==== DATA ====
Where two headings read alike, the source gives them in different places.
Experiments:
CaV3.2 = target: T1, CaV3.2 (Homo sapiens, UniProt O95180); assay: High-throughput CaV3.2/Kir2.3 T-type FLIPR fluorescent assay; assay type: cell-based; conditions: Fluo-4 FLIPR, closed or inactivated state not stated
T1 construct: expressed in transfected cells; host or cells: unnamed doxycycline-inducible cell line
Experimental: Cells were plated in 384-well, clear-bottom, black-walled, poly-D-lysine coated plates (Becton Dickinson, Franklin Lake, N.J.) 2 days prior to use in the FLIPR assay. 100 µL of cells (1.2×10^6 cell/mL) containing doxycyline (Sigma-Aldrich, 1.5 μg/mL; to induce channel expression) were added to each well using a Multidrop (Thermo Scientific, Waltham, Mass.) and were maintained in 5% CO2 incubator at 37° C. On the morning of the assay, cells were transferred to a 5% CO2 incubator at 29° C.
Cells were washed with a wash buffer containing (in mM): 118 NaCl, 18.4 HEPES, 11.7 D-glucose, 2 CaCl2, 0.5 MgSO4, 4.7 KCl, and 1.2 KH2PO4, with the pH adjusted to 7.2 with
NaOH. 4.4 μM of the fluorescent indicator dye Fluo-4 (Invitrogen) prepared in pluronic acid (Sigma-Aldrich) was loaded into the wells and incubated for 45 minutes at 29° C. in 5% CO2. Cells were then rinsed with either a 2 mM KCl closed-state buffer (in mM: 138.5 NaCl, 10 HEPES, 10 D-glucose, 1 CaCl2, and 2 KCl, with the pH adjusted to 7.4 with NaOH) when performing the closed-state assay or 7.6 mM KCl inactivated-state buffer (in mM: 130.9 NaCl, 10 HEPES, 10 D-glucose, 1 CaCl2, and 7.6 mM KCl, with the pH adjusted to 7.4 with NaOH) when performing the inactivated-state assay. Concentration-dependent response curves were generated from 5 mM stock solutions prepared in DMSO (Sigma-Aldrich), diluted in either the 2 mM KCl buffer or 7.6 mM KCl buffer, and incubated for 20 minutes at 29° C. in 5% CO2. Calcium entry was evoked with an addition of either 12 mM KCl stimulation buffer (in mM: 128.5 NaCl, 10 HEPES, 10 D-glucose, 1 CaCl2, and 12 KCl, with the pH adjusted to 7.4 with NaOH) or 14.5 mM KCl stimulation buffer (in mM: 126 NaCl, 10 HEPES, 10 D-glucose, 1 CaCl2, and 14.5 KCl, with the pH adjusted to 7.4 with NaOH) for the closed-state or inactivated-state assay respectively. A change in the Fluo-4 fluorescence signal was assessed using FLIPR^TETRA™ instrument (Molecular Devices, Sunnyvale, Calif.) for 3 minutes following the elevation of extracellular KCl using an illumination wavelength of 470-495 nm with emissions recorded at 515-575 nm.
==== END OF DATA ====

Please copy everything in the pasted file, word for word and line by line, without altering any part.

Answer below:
Where two headings read alike, the source gives them in different places.
Experiments:
CaV3.2 = target: T1, CaV3.2 (Homo sapiens, UniProt O95180); assay: High-throughput CaV3.2/Kir2.3 T-type FLIPR fluorescent assay; assay type: cell-based; conditions: Fluo-4 FLIPR, closed or inactivated state not stated
T1 construct: expressed in transfected cells; host or cells: unnamed doxycycline-inducible cell line
Experimental: Cells were plated in 384-well, clear-bottom, black-walled, poly-D-lysine coated plates (Becton Dickinson, Franklin Lake, N.J.) 2 days prior to use in the FLIPR assay. 100 µL of cells (1.2×10^6 cell/mL) containing doxycyline (Sigma-Aldrich, 1.5 μg/mL; to induce channel expression) were added to each well using a Multidrop (Thermo Scientific, Waltham, Mass.) and were maintained in 5% CO2 incubator at 37° C. On the morning of the assay, cells were transferred to a 5% CO2 incubator at 29° C.
Cells were washed with a wash buffer containing (in mM): 118 NaCl, 18.4 HEPES, 11.7 D-glucose, 2 CaCl2, 0.5 MgSO4, 4.7 KCl, and 1.2 KH2PO4, with the pH adjusted to 7.2 with
NaOH. 4.4 μM of the fluorescent indicator dye Fluo-4 (Invitrogen) prepared in pluronic acid (Sigma-Aldrich) was loaded into the wells and incubated for 45 minutes at 29° C. in 5% CO2. Cells were then rinsed with either a 2 mM KCl closed-state buffer (in mM: 138.5 NaCl, 10 HEPES, 10 D-glucose, 1 CaCl2, and 2 KCl, with the pH adjusted to 7.4 with NaOH) when performing the closed-state assay or 7.6 mM KCl inactivated-state buffer (in mM: 130.9 NaCl, 10 HEPES, 10 D-glucose, 1 CaCl2, and 7.6 mM KCl, with the pH adjusted to 7.4 with NaOH) when performing the inactivated-state assay. Concentration-dependent response curves were generated from 5 mM stock solutions prepared in DMSO (Sigma-Aldrich), diluted in either the 2 mM KCl buffer or 7.6 mM KCl buffer, and incubated for 20 minutes at 29° C. in 5% CO2. Calcium entry was evoked with an addition of either 12 mM KCl stimulation buffer (in mM: 128.5 NaCl, 10 HEPES, 10 D-glucose, 1 CaCl2, and 12 KCl, with the pH adjusted to 7.4 with NaOH) or 14.5 mM KCl stimulation buffer (in mM: 126 NaCl, 10 HEPES, 10 D-glucose, 1 CaCl2, and 14.5 KCl, with the pH adjusted to 7.4 with NaOH) for the closed-state or inactivated-state assay respectively. A change in the Fluo-4 fluorescence signal was assessed using FLIPR^TETRA™ instrument (Molecular Devices, Sunnyvale, Calif.) for 3 minutes following the elevation of extracellular KCl using an illumination wavelength of 470-495 nm with emissions recorded at 515-575 nm.